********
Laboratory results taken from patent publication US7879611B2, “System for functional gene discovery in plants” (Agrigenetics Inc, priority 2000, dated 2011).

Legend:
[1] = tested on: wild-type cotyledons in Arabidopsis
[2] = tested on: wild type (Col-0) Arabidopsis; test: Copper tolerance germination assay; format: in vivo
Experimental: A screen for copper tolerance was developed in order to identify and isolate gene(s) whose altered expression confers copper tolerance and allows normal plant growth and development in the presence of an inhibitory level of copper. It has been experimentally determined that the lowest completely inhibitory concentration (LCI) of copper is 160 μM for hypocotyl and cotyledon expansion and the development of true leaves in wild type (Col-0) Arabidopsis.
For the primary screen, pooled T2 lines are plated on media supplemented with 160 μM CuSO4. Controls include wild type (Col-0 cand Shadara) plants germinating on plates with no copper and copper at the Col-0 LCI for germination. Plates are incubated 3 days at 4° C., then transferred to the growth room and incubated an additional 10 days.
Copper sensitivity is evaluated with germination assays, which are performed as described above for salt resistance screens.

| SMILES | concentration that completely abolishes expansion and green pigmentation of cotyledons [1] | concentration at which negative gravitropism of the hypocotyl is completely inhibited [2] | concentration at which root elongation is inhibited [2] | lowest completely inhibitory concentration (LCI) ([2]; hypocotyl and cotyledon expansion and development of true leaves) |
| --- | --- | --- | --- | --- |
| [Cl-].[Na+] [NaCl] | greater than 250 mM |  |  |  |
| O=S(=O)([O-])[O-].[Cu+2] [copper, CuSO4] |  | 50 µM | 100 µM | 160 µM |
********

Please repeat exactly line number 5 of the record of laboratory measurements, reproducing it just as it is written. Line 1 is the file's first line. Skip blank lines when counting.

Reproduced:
Experimental: A screen for copper tolerance was developed in order to identify and isolate gene(s) whose altered expression confers copper tolerance and allows normal plant growth and development in the presence of an inhibitory level of copper. It has been experimentally determined that the lowest completely inhibitory concentration (LCI) of copper is 160 μM for hypocotyl and cotyledon expansion and the development of true leaves in wild type (Col-0) Arabidopsis.